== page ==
The Scary Truth About Influenza

There may not be adequate supplies of flu vaccine to vaccinate everyone against flu every year. In that case, vaccine manufacturers and public health authorities will work together to assure those at greatest risk receive vaccines first.

Priorities for flu vaccination include individuals at high risk for complications and their caregivers. This includes children 6 months to 5 years old, pregnant women, those over 50 years old, people who live in nursing homes and those with chronic illnesses.

Complications associated with flu vaccine are very rare and include pain and swelling at the injection site, fever and aches (more common in children), and allergic reactions to components of the vaccine.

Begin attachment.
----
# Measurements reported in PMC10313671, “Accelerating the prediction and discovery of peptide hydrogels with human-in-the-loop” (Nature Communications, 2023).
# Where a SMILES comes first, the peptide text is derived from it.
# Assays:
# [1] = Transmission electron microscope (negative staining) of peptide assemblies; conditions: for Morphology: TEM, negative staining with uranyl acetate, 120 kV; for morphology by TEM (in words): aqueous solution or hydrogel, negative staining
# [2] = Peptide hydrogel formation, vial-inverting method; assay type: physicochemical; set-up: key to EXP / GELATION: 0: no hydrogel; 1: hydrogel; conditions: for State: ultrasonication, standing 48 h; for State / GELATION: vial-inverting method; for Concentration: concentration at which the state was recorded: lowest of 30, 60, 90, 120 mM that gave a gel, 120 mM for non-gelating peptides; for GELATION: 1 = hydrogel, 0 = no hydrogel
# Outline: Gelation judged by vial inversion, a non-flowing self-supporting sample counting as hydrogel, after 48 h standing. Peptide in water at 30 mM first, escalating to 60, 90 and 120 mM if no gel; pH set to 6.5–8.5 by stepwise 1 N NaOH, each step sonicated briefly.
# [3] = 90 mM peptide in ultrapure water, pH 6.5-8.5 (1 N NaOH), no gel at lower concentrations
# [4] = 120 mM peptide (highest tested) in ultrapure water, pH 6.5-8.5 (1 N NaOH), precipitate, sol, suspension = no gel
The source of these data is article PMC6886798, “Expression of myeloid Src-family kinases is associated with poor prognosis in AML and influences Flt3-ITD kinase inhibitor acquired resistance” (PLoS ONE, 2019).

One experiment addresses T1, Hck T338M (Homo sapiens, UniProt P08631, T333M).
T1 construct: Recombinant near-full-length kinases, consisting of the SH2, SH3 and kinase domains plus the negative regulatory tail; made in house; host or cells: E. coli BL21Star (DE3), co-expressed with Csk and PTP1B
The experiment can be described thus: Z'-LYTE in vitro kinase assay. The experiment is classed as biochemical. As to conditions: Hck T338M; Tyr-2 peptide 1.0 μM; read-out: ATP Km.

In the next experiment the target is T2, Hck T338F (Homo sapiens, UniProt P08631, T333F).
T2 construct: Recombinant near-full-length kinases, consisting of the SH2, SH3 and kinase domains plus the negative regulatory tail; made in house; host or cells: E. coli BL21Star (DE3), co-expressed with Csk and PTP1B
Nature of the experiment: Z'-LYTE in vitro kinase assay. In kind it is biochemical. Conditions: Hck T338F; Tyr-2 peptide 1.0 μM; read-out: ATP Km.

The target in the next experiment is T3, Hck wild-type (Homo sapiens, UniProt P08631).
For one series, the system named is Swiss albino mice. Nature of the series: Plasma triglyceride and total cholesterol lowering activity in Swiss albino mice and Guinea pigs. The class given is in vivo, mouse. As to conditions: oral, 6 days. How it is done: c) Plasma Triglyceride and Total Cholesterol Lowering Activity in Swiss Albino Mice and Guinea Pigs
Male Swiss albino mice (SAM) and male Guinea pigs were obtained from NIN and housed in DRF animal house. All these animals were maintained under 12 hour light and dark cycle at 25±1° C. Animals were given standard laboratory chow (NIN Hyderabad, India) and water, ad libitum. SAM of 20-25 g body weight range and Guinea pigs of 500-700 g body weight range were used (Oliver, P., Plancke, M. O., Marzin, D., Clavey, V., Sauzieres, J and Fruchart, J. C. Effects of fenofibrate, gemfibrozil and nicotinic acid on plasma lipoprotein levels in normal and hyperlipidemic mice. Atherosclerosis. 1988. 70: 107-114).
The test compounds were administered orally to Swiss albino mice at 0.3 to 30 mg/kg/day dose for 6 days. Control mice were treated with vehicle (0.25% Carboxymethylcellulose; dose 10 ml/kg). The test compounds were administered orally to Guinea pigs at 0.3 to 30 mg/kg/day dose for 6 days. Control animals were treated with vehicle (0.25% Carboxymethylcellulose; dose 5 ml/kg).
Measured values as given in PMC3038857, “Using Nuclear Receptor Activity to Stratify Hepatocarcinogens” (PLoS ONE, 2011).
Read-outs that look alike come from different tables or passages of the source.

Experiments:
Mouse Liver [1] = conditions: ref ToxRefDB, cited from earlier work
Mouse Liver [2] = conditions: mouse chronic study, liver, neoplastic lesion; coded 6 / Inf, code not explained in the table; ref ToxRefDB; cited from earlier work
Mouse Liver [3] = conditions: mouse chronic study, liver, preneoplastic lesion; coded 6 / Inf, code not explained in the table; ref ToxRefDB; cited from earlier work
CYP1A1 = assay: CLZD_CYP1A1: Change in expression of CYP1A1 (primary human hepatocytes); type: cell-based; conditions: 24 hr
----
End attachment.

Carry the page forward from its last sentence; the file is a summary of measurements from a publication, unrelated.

Medicines used to treat flu can also be used to prevent flu, but these work best when used in addition to the vaccine. Otherwise, they must be taken for the whole flu season, which spans fall and winter.

Some people cannot take vaccine and may need to take these medications to prevent flu. Check with your doctor if you have questions about flu prevention.

Keeping sick people at home, washing hands frequently, covering nose and mouth with tissue when coughing or sneezing will prevent flu, as well as ward off other germs that cause colds, vomiting or diarrhea.

Dr. Sally Houston is an associate professor at the University of South Florida College of Medicine and chief of staff at Tampa General Hospital.

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